by Jim BlumeI had the opportunity to train some young recruits upon their arrival to their Basic Military Training as one of my assignments during my years in service. During this training, we practiced marching on a drill pad, a huge blacktopped area that the trainees hated at times. We taught them to march in all directions and to do different maneuvers. We continued to train and then train some more until everyone got it perfect. We also marched everywhere we went on the base; to and from appointments, classes and to the mess hall (now called the dining hall as it sounds better than mess). Anyway, we marched and then we marched some more.
One day a young trainee asked why we marched so much and I remembered another young troop many years before, who dared to ask that same question to his Drill Instructor. Yes, it was I who dared to question the Drill Instructor. I really never got what I considered a good answer from my instructor and felt an obligation to not treat my trainee in the same manner. I explained that marching was an orderly manner in which to move troops from one place to another. Rather than just walking in a cluster, marching was orderly and also served to let others see who we were. We carried a guidon, a small flag with our unit’s designation on it; our name so to speak and everyone who saw us knew who we were. We would always be noticed as to how we marched and together we could show pride as a unit or a team.
A few weeks later on the day of graduation, this group of young recruits was going to “Pass in Review”, a parade in front of their friends, family and “The General”. Just then it hit me, what if these young folks never really perfected their marching and as their instructor, no matter how hard I tried, I could not seem to help them get it right. I knew that they were all nervous and so on the way to the Parade grounds, I decided to let them just walk…..no marching. I noticed that at first, they seemed to enjoy this kind of a freedom from the rigors of marching, and then, a rather strange thing happened. As we got closer to the Parade Grounds, I saw these young folks began to change for some reason. Right before my eyes they began to march in step, straight and tall, clearly showing pride in all the things I thought they never learned. Even though they were not restricted to the cadence of the whole “left, right, left” thing, they all began to march in step….even though they didn’t have to. They came together now when during training they had so much trouble. It boggled my mind.
As we readied to “Pass in Review”, marching across in front of the grandstand full of all the family, friends, and “The General”, I had a case of butterflies myself, worrying that these men would not get it right and embarrass themselves in front of everyone. I was like the coach and had to give them a little pep talk. I told them that I was proud of each and every one of them and that I knew that they would do their best.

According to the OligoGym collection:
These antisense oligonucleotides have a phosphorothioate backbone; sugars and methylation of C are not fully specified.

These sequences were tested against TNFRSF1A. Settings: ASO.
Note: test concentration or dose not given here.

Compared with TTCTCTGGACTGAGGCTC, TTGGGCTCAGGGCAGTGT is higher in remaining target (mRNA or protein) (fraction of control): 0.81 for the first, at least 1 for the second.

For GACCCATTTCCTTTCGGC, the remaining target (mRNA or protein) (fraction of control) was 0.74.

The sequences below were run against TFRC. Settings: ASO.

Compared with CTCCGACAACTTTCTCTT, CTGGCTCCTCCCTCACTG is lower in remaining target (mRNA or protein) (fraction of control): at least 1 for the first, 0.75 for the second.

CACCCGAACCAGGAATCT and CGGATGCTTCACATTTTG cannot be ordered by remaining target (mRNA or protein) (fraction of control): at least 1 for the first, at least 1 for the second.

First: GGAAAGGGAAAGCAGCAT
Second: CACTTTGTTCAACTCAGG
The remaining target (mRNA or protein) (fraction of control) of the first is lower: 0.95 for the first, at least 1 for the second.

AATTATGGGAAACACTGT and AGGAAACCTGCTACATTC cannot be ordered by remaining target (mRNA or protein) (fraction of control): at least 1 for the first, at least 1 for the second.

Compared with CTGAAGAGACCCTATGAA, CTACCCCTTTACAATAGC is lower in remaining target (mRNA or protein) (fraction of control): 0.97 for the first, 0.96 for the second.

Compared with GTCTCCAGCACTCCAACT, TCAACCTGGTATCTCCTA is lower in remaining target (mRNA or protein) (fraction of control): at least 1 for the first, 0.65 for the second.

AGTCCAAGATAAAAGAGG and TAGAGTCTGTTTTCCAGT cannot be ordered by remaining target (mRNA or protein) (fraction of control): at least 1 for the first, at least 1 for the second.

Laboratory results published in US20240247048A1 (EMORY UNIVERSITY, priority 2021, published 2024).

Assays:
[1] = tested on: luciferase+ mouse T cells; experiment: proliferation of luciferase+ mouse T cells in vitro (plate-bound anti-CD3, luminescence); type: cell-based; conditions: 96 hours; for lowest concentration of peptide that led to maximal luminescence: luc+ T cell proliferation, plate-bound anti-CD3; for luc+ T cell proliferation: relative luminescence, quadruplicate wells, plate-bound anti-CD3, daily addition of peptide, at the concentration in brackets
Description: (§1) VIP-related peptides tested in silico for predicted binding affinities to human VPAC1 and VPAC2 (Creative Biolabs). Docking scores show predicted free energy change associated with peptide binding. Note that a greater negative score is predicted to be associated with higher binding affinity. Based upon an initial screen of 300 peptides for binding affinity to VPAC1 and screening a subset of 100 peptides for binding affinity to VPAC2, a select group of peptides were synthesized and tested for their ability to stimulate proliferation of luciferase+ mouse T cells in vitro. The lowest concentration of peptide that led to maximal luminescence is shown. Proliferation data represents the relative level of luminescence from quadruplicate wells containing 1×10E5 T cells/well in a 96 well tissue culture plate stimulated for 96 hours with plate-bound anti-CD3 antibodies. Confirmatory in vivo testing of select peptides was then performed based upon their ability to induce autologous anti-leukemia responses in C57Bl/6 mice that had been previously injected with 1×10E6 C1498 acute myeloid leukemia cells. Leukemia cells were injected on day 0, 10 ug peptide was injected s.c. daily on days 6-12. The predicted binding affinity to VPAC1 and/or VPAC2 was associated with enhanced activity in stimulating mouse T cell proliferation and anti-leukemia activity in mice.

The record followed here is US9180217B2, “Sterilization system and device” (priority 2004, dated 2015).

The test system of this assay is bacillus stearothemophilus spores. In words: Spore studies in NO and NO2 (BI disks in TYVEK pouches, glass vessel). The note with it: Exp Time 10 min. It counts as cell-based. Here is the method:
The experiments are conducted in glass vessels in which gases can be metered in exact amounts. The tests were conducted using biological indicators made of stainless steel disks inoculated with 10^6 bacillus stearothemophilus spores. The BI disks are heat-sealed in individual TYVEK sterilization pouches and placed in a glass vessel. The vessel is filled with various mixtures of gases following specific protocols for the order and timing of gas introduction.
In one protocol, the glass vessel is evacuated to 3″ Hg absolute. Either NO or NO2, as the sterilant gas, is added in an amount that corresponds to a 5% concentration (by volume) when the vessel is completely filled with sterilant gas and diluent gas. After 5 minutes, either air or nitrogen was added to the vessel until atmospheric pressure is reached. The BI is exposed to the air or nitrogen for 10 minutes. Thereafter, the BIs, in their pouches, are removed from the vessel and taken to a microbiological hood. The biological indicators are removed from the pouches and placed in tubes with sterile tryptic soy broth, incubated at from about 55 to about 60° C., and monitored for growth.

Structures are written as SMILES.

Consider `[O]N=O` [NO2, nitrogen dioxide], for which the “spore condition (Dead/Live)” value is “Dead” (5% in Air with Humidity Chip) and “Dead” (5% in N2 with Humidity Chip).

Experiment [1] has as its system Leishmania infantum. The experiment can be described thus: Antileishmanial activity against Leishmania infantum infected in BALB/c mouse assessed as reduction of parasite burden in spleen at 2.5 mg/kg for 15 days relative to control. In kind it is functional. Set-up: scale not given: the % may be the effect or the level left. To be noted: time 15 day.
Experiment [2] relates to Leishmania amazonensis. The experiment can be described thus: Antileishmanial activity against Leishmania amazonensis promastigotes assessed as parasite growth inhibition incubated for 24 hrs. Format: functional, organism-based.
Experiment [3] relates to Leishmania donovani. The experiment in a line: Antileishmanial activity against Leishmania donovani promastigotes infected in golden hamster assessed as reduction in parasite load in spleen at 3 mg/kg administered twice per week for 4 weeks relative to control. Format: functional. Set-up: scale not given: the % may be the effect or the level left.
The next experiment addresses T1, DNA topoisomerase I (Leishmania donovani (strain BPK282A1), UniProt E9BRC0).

The band began to play patriotic marches, like those written by John Phillips Sousa……..then it was our turn. I can’t tell you what it was or how it happened; whether it was because of the little pep talk, the patriotic nature of the music, that their families were watching, or perhaps it was due to “The General” being there, but this was almost miraculous the trainees were absolutely perfect. Then it hit me. Marching isn’t the real issue here, but the pride in being a part of something bigger than yourself.
Joining the service is a choice that people make for many reasons and when they make it, they sometimes really don’t know why. It can be because their friends went in or they needed a job, or perhaps it was because their father or other family members were in the service. After being in a while it became a huge part of my life and who I will always be. Whether we started out that way or not, all successful service members live by a set of standards or rules. These are Duty, Honor, and Country. That is why we serve and that is why during a parade or during the playing of the National Anthem, you will always see a veteran standing tall and proud, often with a tear in their eye as the flag passes on parade…….and just maybe they are thinking with pride, the day they finally got it right for “The General”.
SERE Instructor Jim Blume United States Air Force 1966-1986https://www.facebook.com/jim.blume.5
About Jim Blume – A SERE Instructor is Survival, Evasion, Resistance, Escape. I taught military pilots how to survive, if they had a crash or had to parachute out of their aircraft, survival training on the ground in a variety of environments worldwide, how to evade capture in enemy areas, how to resist enemy exploitation if captured and dealing with the physical and psychological effects of being captured, and how to attempt escape from such environments. I also performed duties as a rescue paramedic at various times.